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Mid-Calorie Carbonates Creating Choice & Confusion

March 18, 2013

Big soft drink players turn to variety of sweetener combinations to reduce calories.

Despite their ongoing dominance in terms of market size, carbonates accounted for just 14% of global new product activity in soft drinks in 2012, according to Innova Market Insights ( This reflects a mature status, the fairly concentrated nature of the industry and the relatively limited innovation opportunities in comparison with some other parts of the market, such as fruit and juice drinks.

Lu Ann Williams, research manager at Innova Market Insights reported that the U.S. has the largest carbonated soft drinks market in the world, as well as the highest per capita consumption levels. “As a result,” she said, “product development tends to be led from there, although the very concentrated nature of the market, with the top three players accounting for 90% of sales, has served to limit innovation in some instances.” “This has also tended to stifle the development of new players and brands,” she added.

Interest in low calorie and reduced sugar lines is now well established and products using this type of claim accounted for 17.5% of global carbonate launches in 2012. This percentage rises to close to a quarter in the U.S. and Western Europe and falls to about 11% in Asia.

A more recent trend aimed at regenerating interest in a mature and generally static market is that of mid-calorie products, positioned as a halfway house between the taste of full-sugar products and the health benefits of sugar-free options.

The concept is being trialed in the U.S., with activity led by PepsiCo’s Pepsi Next cola, with 60% fewer calories than regular Pepsi and sweetened with a blend of high fructose corn syrup (HFCS), aspartame, acesulfame-K and sucralose. It was launched nationally in the U.S. in April 2012, following testing. The brand was also launched in Australia in 2012, but interestingly using a formulation with stevia for 30% sugar reduction, rather than the 60% reduction in the U.S. version achieved with a variety of sweeteners.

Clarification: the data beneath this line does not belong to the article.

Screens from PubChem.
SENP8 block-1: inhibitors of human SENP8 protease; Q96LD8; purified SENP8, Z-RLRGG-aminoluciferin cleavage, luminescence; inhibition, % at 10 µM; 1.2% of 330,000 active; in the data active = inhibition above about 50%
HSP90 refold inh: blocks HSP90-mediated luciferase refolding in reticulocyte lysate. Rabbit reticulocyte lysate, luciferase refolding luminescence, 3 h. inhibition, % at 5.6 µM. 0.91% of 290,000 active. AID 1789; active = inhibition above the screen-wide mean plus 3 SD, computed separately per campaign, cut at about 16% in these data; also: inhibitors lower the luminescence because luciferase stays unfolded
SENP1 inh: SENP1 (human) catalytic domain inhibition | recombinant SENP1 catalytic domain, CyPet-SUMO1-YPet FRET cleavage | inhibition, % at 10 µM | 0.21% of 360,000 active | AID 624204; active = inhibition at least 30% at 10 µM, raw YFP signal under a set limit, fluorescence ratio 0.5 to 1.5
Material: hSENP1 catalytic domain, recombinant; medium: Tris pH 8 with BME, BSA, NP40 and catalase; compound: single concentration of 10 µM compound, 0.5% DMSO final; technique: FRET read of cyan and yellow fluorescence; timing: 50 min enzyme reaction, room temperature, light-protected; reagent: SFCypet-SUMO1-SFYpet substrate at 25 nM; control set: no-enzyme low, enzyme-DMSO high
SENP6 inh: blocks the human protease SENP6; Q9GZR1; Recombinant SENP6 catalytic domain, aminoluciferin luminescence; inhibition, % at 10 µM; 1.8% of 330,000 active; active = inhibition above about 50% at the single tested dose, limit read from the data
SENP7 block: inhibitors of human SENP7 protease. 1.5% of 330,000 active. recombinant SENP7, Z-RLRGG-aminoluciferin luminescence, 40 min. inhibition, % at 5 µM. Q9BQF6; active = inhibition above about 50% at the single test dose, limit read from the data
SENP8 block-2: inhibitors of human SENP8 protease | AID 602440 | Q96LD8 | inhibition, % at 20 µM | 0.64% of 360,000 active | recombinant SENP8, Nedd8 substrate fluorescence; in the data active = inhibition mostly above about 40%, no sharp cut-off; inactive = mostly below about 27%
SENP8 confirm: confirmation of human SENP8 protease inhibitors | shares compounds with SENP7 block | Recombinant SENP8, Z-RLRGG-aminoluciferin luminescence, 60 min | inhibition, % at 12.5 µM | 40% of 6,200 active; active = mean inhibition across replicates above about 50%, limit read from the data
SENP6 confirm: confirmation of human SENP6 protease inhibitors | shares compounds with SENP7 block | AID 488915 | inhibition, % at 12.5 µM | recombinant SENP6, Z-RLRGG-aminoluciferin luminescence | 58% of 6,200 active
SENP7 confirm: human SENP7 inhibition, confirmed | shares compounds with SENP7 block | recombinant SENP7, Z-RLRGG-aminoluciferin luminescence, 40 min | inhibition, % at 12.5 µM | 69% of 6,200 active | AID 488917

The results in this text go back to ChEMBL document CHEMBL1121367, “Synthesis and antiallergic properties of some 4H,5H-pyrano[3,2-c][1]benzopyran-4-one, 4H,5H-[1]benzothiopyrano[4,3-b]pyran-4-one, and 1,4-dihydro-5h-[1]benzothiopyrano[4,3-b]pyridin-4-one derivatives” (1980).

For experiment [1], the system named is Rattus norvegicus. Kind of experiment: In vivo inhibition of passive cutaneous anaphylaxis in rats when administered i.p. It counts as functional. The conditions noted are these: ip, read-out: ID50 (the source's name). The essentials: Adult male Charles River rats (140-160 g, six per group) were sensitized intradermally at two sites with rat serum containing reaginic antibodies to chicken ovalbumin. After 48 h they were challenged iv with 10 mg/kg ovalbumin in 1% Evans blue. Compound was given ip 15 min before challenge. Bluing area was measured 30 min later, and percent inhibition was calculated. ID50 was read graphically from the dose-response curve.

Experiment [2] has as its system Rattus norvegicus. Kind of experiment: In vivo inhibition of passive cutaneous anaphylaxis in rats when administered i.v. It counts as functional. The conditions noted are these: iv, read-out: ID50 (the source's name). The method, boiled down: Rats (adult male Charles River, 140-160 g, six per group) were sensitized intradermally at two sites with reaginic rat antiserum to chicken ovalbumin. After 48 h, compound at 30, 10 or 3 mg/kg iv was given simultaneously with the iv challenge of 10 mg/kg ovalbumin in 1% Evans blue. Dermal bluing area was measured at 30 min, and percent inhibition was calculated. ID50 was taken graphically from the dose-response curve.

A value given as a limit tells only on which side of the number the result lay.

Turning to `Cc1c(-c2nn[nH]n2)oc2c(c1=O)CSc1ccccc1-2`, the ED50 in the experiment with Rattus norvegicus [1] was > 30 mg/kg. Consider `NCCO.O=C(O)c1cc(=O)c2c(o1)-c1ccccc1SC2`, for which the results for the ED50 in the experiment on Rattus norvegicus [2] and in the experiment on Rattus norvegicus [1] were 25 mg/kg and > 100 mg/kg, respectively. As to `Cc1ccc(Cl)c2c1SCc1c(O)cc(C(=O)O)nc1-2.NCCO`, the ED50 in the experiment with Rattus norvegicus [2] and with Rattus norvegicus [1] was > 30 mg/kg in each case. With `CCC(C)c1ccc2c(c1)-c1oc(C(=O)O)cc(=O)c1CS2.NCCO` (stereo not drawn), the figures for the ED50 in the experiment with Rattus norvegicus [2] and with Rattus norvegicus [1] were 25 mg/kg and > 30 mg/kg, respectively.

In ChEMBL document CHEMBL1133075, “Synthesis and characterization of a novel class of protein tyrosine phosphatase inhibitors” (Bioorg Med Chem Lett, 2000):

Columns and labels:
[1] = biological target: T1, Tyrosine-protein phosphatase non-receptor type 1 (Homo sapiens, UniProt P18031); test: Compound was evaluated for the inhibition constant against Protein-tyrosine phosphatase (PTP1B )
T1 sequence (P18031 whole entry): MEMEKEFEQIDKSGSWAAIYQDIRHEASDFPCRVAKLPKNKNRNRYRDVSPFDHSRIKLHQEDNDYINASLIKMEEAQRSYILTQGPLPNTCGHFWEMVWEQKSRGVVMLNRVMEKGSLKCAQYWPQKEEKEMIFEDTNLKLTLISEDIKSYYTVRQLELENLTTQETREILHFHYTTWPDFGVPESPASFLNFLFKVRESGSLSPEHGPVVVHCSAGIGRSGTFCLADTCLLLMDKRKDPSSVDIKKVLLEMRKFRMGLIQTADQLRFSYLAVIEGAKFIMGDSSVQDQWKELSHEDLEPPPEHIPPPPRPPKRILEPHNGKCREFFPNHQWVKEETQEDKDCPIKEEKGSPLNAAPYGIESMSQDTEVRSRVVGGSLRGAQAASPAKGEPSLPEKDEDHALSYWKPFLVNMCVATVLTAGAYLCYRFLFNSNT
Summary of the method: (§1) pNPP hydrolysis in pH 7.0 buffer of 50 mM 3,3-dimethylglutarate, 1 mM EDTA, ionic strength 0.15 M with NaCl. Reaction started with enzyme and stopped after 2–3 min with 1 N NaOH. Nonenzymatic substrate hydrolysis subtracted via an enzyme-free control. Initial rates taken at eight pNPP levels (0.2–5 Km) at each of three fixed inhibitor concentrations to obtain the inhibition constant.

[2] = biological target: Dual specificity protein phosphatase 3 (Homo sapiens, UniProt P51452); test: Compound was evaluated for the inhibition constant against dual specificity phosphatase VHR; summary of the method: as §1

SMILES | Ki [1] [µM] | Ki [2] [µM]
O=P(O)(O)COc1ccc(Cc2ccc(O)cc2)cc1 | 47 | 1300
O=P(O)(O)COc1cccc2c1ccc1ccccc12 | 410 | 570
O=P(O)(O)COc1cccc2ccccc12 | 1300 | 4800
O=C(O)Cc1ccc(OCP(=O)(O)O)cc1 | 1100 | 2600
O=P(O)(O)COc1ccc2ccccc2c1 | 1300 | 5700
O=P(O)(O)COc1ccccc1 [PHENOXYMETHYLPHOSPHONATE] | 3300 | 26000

Back in the U.S., carbonates market leader Coca-Cola also developed  and tested its own mid-calorie carbonates range through 2012 using the Select sub-brand for Fanta and Sprite products. These featured natural sweeteners, including sugar, stevia and erythritol, to give a drink with 50% of the calories of standard lines.

Number three player in the U.S., Dr Pepper Snapple, has also been developing its Dr Pepper Ten concept, a ten-calorie carbonate with “macho marketing” targeted at 25-34 year-old men and aimed at ditching the diet image. It was launched in the autumn of 2011 and was followed by the launch of 7 Up Ten, A&W Ten, Sunkist Ten, Canada Dry Ten and RC Ten in January 2013. All feature both caloric and non-caloric sweeteners—HFCS, aspartame and acesulfame-K.

With ten calories, they are neither traditional diet soft drinks nor even really mid-calorie offerings, but fall somewhere in between.

Despite the early indications of interest in these new concepts, Ms. Williams warned that there is some concern about the potential for mid-calorie carbonates. “They may not have widespread consumer appeal, may confuse consumers with a raft of different calorie levels, sweeteners and positionings and may, in any case, cannibalize sales of existing full and low calorie lines,” she concluded.

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